All this is background to why I was blown away by my recent visit to the Frances Hodgkins exhibit at the Auckland Art Gallery. Frances was born 150 years ago in Dunedin, but spent much of her life as an expatriate in Europe. The exhibition traces Frances Hodgkins’ creative and peripatetic life through France, Morocco and Spain to her final days in England, examining the influence of location on her development as a modernist painter and the notion of travel and journeying as a source of artistic inspiration.
Her paintings, where every brush stroke was intentional, and the way she chose to live her life with considerable personal sacrifice to further her art demonstrates a courageous creativity beyond all bounds. As it was a difficult life, she once wrote, “I feel that if I had known what was before me, I should never have had the courage to begin”.
I’m certainly not an art critic but what struck me about her work is she defied being put into any categorical niche that conformed to the artistic norms of the age. She would write a friend, I have had to choose between showing my work in the older established shows and the smaller exclusive modern ones with whom I am in sympathy. I prefer not to show at all rather than exhibit with the older traditional set with whom I have nothing in common. If she had chosen the former it would have been considerably more profitable, but she preferred a hand to mouth subsistence than compromise her creative spark, her divinity.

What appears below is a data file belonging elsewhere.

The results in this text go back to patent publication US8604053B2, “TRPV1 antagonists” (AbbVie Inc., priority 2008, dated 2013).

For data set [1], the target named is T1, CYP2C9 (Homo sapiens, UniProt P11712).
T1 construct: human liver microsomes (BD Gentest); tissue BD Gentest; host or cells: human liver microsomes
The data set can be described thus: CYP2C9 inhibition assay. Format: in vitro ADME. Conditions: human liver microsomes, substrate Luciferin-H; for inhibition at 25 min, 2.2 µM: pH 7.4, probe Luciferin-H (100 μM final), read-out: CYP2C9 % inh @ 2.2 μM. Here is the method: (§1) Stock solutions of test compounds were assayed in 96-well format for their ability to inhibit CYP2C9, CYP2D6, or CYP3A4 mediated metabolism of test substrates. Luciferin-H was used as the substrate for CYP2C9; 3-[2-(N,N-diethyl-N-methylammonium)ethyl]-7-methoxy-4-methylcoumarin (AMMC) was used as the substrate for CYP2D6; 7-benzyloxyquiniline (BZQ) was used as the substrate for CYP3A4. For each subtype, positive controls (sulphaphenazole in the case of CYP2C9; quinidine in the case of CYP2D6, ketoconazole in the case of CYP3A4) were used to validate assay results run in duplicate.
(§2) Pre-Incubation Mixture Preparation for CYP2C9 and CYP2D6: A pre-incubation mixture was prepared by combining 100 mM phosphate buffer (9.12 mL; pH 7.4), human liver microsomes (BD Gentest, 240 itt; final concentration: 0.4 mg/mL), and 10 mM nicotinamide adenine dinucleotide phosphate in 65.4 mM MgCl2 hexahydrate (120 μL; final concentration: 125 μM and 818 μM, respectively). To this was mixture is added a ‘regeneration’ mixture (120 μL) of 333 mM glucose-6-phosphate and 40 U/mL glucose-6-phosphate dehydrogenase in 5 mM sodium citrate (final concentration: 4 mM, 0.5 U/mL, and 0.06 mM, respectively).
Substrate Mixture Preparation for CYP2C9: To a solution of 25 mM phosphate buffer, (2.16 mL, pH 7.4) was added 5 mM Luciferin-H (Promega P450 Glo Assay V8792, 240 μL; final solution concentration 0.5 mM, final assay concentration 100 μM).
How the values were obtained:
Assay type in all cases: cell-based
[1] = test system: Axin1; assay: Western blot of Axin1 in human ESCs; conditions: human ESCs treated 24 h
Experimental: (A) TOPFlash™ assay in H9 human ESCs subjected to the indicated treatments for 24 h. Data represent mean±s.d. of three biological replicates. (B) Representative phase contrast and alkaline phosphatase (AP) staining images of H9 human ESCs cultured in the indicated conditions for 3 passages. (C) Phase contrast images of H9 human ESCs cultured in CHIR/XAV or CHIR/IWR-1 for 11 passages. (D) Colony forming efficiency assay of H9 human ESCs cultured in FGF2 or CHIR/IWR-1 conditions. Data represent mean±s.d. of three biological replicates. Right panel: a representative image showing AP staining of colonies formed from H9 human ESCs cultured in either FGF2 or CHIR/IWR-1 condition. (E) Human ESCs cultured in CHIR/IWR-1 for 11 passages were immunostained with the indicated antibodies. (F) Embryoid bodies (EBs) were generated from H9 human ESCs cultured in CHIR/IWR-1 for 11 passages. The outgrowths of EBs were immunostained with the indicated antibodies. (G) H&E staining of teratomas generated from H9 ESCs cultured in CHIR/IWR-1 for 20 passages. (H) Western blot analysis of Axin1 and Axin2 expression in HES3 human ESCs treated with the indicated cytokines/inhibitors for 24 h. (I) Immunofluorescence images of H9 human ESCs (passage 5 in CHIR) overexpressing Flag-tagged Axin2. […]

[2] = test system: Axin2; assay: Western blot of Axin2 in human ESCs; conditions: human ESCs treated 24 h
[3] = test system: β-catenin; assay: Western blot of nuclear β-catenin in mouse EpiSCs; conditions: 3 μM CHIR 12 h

I am in awe of her courage. It turns out that creativity and courage are closely connected. Creativity and courage are closely connected. Creativity – changing the status quo, thinking independently, going against conventions — demands courage. Courage is another word for creativity.
There are forces in our world that do not welcome creativity and actively seek to suppress it.
It is suppressed when we listen to the people who tell us “you can’t do that.” Many dreams and hopes are dashed by others who not only don’t encourage our wild imaginings, our inner spirits, but actually shoot down our ideas and ways of being.
Status quo thinking is another culprit. It causes us to internalise the attitude that: “that’s the way it’s supposed to be because that’s the way it’s always been.” Spiritual communities can start to believe that if the cups have always been stacked a certain way, the walls have always been a certain colour, or that we don’t have religious education classes for children in the summer that: “that’s the way it’s supposed to be.” A society can get stuck in this thinking too. It can come to believe that because marriage has long been between a man and a woman that: “that’s the way it’s supposed to be.”
Related to status quo thinking is following the rules. Sometimes we have to colour outside the lines. Rosa Parks was supposed to sit in the back of the bus. Henry David Thoreau refused to pay his poll tax because he was an abolitionist and opposed to the Mexican-American War and he ended up in jail. On the other hand, don’t run a red light on the way home from church and tell the officer it was your minister’s fault. I’m of course talking about acts of conscience and individual expression.
There are many creativity killers. Interestingly, individuals who are highly creative exhibit a very particular and quite different set of traits that resist them. These include:
- The ability to embrace ambiguity and chaos
- High motivation despite obstacles •
- Curiosity and thirst for knowledge
- High energy
- Highly intuitive
- Perceive the world differently
- See possibility with an open mind and heart